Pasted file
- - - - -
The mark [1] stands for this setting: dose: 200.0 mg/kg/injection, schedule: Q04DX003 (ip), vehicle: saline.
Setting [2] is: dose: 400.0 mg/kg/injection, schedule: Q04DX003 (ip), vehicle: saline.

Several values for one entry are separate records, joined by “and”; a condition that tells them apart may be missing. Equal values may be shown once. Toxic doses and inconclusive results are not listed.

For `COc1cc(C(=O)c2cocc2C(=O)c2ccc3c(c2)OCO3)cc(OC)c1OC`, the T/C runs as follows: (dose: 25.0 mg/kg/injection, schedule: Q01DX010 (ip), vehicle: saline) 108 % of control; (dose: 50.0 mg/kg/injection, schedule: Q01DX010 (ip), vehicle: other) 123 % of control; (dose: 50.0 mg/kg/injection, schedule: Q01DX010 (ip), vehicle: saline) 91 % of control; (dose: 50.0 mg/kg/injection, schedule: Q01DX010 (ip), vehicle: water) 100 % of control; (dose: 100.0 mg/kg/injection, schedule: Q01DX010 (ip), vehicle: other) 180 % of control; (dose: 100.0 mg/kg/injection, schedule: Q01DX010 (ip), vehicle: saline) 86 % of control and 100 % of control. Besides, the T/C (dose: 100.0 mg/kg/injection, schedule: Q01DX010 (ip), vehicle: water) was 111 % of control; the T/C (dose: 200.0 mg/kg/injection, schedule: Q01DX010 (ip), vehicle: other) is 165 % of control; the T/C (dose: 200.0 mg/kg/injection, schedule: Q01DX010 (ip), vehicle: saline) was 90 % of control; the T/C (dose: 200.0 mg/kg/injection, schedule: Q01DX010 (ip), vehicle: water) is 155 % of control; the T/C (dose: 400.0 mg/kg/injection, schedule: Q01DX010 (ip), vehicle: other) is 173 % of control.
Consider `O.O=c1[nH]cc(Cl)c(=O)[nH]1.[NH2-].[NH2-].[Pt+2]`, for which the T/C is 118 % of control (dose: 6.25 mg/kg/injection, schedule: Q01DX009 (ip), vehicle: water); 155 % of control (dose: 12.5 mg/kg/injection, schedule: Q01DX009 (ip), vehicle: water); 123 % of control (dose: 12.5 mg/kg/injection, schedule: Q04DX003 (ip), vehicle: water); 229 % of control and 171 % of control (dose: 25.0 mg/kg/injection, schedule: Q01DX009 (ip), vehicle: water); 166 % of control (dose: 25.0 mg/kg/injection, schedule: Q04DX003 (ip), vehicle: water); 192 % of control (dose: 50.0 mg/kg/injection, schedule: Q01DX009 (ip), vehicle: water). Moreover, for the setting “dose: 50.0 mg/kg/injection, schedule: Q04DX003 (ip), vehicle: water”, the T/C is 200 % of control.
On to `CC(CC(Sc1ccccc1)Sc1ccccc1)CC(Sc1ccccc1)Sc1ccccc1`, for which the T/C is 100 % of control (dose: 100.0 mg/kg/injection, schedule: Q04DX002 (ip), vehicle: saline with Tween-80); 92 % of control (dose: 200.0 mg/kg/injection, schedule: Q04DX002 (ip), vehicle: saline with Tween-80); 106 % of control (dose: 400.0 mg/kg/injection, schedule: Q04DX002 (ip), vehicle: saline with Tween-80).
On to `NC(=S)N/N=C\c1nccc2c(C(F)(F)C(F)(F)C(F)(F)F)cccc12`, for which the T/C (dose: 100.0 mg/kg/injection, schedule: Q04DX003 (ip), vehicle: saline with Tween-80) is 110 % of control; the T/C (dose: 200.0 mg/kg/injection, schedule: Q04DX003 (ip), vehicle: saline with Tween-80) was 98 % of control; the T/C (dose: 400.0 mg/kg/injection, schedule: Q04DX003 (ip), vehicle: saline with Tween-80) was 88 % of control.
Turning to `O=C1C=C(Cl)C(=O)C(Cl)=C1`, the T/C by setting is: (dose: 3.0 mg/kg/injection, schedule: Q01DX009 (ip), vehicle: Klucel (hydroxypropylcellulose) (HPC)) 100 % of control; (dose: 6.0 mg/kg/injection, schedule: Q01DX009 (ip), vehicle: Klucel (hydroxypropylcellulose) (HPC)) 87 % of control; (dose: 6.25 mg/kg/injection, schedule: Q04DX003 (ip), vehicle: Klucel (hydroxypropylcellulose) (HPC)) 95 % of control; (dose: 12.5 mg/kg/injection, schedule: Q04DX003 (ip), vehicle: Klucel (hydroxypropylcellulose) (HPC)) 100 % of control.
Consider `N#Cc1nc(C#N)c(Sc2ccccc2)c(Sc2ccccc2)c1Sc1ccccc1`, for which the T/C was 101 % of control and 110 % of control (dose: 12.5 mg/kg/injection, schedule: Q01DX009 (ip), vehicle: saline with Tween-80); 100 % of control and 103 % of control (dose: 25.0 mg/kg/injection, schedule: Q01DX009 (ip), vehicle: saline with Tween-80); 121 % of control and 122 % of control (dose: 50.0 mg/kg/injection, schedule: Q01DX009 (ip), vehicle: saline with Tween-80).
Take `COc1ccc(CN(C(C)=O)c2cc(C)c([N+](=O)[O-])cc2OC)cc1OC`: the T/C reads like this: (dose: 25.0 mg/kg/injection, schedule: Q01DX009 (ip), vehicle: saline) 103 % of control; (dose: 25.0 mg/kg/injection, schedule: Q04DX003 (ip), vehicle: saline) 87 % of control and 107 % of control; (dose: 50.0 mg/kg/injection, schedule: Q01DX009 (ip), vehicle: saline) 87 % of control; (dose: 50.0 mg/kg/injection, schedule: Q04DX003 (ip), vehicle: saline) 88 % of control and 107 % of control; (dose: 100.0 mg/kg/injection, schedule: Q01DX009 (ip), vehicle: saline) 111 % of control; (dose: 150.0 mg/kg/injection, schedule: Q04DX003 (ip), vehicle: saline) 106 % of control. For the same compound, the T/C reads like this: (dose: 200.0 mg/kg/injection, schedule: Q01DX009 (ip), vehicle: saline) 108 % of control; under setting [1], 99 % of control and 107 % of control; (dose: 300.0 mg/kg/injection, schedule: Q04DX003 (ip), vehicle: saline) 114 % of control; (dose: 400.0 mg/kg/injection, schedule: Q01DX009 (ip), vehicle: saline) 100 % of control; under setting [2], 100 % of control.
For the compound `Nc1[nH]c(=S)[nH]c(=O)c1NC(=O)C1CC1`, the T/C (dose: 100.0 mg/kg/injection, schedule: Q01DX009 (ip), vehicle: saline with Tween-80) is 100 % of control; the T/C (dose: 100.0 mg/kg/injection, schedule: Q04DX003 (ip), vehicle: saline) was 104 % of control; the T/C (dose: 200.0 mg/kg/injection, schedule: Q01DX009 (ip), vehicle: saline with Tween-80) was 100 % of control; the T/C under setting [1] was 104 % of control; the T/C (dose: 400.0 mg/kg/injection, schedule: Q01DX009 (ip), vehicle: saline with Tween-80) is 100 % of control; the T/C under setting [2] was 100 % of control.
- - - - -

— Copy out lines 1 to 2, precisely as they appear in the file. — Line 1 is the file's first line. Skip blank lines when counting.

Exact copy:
The mark [1] stands for this setting: dose: 200.0 mg/kg/injection, schedule: Q04DX003 (ip), vehicle: saline.
Setting [2] is: dose: 400.0 mg/kg/injection, schedule: Q04DX003 (ip), vehicle: saline.